Research on Latino Gay/Bisexual Men

Research Findings About Gay/Bisexual Latino men

For clearly established biological reasons, and confirmed by clear epidemiological findings, anal intercourse without condoms (i.e. “unprotected”) is recognized as one of the most efficient routes for the transmission of HIV. Unfortunatley, behavioral studies done to date converge on the finding that Latino gay/bisexual men have had enormous difficulties adjusting to condom use and adopting less risky forms of sexual behavior. In fact, five studies that have measured rates of unprotected anal intercourse in gay/bisexual men show that Latinos had the highest rates of unprotected anal intercourse when compared to samples of non-Latino Whites, African-Americans, or men from other minority groups.

Of special concern is that risk behavior occurs in the presence of substantial knowledge about modes of HIV transmission and means of prevention, as well as in the presence of relatively strong intentions to practice safer sex.

According to qualitative research conducted by Dr. Rafael M. Diaz in San Francisco’s Mission district, Latino gay/bisexual men are having serious difficulties in the enactment of safer sex intentions. Well-aware of the risks involved, and aware of the discrepancy between their HIV knowledge, intentions, and behavior, Latino gay men helplessly confess not understanding why this is the case. The situation is further complicated by the frequent use of drugs/alcohol during sex, increased anonymous encounters in public sex environments, and situations of financial dependence leading to prostitution and/or sexual relations with men of unequal power and status.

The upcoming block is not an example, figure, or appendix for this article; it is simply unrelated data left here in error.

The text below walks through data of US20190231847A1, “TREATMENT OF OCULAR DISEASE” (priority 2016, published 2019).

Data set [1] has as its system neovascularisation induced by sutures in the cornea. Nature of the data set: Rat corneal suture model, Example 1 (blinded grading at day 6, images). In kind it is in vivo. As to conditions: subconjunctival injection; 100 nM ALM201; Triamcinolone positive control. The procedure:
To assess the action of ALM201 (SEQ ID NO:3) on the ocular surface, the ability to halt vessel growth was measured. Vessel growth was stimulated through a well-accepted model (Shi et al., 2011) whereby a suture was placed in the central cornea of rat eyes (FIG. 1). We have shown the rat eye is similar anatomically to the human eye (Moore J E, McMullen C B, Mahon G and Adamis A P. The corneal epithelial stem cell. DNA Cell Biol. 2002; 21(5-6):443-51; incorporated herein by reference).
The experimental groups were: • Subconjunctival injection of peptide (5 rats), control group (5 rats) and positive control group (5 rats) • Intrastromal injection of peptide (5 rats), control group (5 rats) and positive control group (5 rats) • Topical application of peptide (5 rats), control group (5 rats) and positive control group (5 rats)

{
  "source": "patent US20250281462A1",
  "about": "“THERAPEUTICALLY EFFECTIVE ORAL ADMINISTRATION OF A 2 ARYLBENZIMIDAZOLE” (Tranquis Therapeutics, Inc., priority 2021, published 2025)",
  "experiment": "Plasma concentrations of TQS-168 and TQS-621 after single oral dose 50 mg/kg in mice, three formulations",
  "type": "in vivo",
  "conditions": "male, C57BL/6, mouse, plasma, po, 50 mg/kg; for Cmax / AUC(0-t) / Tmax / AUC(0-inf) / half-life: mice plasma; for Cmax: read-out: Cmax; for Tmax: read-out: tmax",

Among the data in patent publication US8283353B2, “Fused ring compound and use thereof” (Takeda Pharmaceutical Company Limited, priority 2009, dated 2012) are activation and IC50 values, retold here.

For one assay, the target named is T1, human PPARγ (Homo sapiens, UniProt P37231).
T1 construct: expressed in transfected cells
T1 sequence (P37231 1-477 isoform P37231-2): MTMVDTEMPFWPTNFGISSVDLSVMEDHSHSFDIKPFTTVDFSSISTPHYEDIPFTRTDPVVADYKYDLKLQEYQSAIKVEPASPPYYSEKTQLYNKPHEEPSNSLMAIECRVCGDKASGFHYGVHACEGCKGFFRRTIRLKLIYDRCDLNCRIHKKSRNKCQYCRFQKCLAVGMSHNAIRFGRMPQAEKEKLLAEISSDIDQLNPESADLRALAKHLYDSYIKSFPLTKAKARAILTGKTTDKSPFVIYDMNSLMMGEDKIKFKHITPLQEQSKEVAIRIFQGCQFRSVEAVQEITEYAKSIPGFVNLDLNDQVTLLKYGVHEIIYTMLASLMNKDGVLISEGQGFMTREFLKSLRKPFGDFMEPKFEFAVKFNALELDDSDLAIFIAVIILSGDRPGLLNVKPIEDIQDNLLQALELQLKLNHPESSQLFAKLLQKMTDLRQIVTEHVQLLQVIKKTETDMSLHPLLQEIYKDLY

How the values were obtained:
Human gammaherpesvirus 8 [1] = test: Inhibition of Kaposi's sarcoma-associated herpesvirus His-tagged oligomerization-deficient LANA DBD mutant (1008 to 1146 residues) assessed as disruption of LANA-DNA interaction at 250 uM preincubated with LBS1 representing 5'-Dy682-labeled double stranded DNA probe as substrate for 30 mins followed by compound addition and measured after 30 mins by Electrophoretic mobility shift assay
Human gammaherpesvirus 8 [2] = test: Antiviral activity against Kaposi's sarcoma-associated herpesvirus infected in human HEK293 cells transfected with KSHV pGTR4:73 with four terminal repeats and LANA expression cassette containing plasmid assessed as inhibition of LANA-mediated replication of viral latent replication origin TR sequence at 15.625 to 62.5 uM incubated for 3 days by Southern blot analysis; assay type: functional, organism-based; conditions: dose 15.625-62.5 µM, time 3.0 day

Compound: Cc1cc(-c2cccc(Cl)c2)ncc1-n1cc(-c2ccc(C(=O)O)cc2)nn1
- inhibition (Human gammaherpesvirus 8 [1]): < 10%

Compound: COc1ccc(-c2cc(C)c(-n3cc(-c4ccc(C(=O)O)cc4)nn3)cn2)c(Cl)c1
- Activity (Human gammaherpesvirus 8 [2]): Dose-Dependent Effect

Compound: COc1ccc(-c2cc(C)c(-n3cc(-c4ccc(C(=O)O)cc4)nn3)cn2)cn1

Diaz’s research suggest that sexual self-regulation among Latino gay men is jeopardized by a host of complex sociocultural factors — such as machismo, homophobia, sexual silence, family disruption, poverty and racism — that contribute to

  • Decreased self-esteem;
  • Perceptions of low sexual control;
  • A sense of social isolation; and
  • Fatalism regarding the inevitability of HIV infection.

The program “Hermanos de Luna y Sol” was designed in collaboration with Dr. Diaz as a model intervention to impact and modify these four important predictors of risky sexual behavior.

See also the Fact Sheet “What Are Latinos’ HIV Prevention Needs?” and What are the HIV prevention needs of Mexican immigrants in the US?

Last modified: February 7, 2011